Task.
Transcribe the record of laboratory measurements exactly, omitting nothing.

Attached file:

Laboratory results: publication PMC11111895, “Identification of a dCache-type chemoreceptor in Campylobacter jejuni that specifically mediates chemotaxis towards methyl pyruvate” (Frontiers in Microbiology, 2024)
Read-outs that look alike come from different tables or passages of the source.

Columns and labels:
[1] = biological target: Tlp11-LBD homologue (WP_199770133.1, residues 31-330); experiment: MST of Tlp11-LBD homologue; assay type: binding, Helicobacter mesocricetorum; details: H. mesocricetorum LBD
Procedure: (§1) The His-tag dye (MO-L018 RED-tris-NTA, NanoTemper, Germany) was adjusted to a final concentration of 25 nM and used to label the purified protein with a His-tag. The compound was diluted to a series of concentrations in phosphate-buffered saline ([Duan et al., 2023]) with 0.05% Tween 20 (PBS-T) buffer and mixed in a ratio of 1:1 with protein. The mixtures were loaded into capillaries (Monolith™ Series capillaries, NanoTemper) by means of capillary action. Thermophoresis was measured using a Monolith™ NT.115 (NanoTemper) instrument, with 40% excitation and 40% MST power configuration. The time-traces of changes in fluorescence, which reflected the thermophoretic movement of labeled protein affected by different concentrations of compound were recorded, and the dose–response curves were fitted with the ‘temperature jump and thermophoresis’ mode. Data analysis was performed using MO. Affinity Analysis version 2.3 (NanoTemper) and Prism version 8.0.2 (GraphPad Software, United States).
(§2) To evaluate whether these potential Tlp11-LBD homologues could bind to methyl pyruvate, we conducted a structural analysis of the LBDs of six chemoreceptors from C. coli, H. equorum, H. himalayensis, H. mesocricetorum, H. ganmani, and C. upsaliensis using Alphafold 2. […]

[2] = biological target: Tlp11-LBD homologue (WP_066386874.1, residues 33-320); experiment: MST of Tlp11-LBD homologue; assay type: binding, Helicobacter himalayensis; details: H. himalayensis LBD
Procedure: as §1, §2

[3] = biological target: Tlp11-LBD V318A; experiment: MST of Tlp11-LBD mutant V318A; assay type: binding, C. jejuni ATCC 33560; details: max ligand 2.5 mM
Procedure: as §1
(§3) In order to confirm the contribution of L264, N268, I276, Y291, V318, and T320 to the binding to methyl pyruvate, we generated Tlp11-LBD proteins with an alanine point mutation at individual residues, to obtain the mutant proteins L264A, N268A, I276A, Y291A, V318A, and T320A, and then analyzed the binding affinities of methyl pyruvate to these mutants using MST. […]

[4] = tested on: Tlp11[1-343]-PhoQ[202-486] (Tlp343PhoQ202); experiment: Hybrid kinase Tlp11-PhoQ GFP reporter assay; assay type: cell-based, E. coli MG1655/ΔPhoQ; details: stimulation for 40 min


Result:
Laboratory results: publication PMC11111895, “Identification of a dCache-type chemoreceptor in Campylobacter jejuni that specifically mediates chemotaxis towards methyl pyruvate” (Frontiers in Microbiology, 2024)
Read-outs that look alike come from different tables or passages of the source.

Columns and labels:
[1] = biological target: Tlp11-LBD homologue (WP_199770133.1, residues 31-330); experiment: MST of Tlp11-LBD homologue; assay type: binding, Helicobacter mesocricetorum; details: H. mesocricetorum LBD
Procedure: (§1) The His-tag dye (MO-L018 RED-tris-NTA, NanoTemper, Germany) was adjusted to a final concentration of 25 nM and used to label the purified protein with a His-tag. The compound was diluted to a series of concentrations in phosphate-buffered saline ([Duan et al., 2023]) with 0.05% Tween 20 (PBS-T) buffer and mixed in a ratio of 1:1 with protein. The mixtures were loaded into capillaries (Monolith™ Series capillaries, NanoTemper) by means of capillary action. Thermophoresis was measured using a Monolith™ NT.115 (NanoTemper) instrument, with 40% excitation and 40% MST power configuration. The time-traces of changes in fluorescence, which reflected the thermophoretic movement of labeled protein affected by different concentrations of compound were recorded, and the dose–response curves were fitted with the ‘temperature jump and thermophoresis’ mode. Data analysis was performed using MO. Affinity Analysis version 2.3 (NanoTemper) and Prism version 8.0.2 (GraphPad Software, United States).
(§2) To evaluate whether these potential Tlp11-LBD homologues could bind to methyl pyruvate, we conducted a structural analysis of the LBDs of six chemoreceptors from C. coli, H. equorum, H. himalayensis, H. mesocricetorum, H. ganmani, and C. upsaliensis using Alphafold 2. […]

[2] = biological target: Tlp11-LBD homologue (WP_066386874.1, residues 33-320); experiment: MST of Tlp11-LBD homologue; assay type: binding, Helicobacter himalayensis; details: H. himalayensis LBD
Procedure: as §1, §2

[3] = biological target: Tlp11-LBD V318A; experiment: MST of Tlp11-LBD mutant V318A; assay type: binding, C. jejuni ATCC 33560; details: max ligand 2.5 mM
Procedure: as §1
(§3) In order to confirm the contribution of L264, N268, I276, Y291, V318, and T320 to the binding to methyl pyruvate, we generated Tlp11-LBD proteins with an alanine point mutation at individual residues, to obtain the mutant proteins L264A, N268A, I276A, Y291A, V318A, and T320A, and then analyzed the binding affinities of methyl pyruvate to these mutants using MST. […]

[4] = tested on: Tlp11[1-343]-PhoQ[202-486] (Tlp343PhoQ202); experiment: Hybrid kinase Tlp11-PhoQ GFP reporter assay; assay type: cell-based, E. coli MG1655/ΔPhoQ; details: stimulation for 40 min